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Last Updated: Saturday, 11 November 2006, 00:00 GMT
Condom call for young 'on pull'
Man wearing pants saying 'I've got chlamydia'
The campaign looks at 'pulling pants' in a new way
Young adults are to be urged to carry condoms when they are out "on the pull", as part of a government sexual health campaign.

It will focus on 18 to 24-year-olds. Just 20% of people in this age group say they carry condoms on a night out.

The 4m campaign warns sexually transmitted infections like chlamydia are rising fast among young people.

Health groups backed the drive, but pointed out that a further 46m had been pledged to the campaign.

We must also make sexual health services easier and faster to get in to
Nick Partridge, Terrence Higgins Trust

Adverts will appear on television and radio, in magazines and online.

The TV ad, which will appear from 20 November, shows couples, with the name of an STI clearly displayed on clothing or jewellery, which aims to show that in real life, such infections are not so easy to spot.

'Sky-high' infection rates

Public health minister Caroline Flint said: "Improving the nation's sexual health is a key government priority and improving access times to sexual health clinics, chlamydia screening and this campaign will all help to drive down the number of cases of STIs.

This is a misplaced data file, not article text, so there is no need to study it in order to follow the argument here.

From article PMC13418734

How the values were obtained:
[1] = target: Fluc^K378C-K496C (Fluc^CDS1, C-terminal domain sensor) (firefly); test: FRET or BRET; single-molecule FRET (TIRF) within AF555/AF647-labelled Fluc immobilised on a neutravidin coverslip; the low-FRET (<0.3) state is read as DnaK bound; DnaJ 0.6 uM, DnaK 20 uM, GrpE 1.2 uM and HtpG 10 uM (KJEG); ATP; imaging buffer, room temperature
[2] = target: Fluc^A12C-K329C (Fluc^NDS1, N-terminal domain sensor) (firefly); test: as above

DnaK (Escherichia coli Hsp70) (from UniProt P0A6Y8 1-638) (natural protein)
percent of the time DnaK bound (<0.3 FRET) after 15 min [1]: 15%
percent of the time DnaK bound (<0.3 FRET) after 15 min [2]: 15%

"Some STIs like chlamydia are on the increase amongst 18 to 24 year-olds and it is vital that we deliver strong messages about using condoms to prevent them.

"The aim of this campaign is to make carrying and using a condom among this age group as familiar as carrying a mobile phone, lipstick or putting on a seat-belt.

"This is not about encouraging promiscuity, but saying to those who are already sexually active: sex without a condom is seriously risky, so always use one."

Nick Partridge, chief executive of Terrence Higgins Trust, said: "Ongoing condom awareness campaigns are a vital part of improving sexual health.

"We must also make sexual health services easier and faster to get in to, then we'll see our sky-high rates of STIs begin to fall."

'False economy'

Deborah Jack, chief executive of the National Aids Trust, welcomed the campaign, but said: "Only 4 million has been committed to this campaign so far, although the government had promised to spend 50 million over three years.

"It is vitally important that the government keep its promise to spend the additional 46 million over the remaining two years.

"Even in a time of budgetary constraint, to cut back on a sexual health campaign is the worst kind of false economy."

However Ann Furedi, chief executive of the British Pregnancy Advisory Service, warned: "Historically, whenever there has been a shift away from hormonal contraception like the pill, towards barrier methods like condoms, rates of unplanned pregnancy have risen as a result."




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Images from the government sexual health advert



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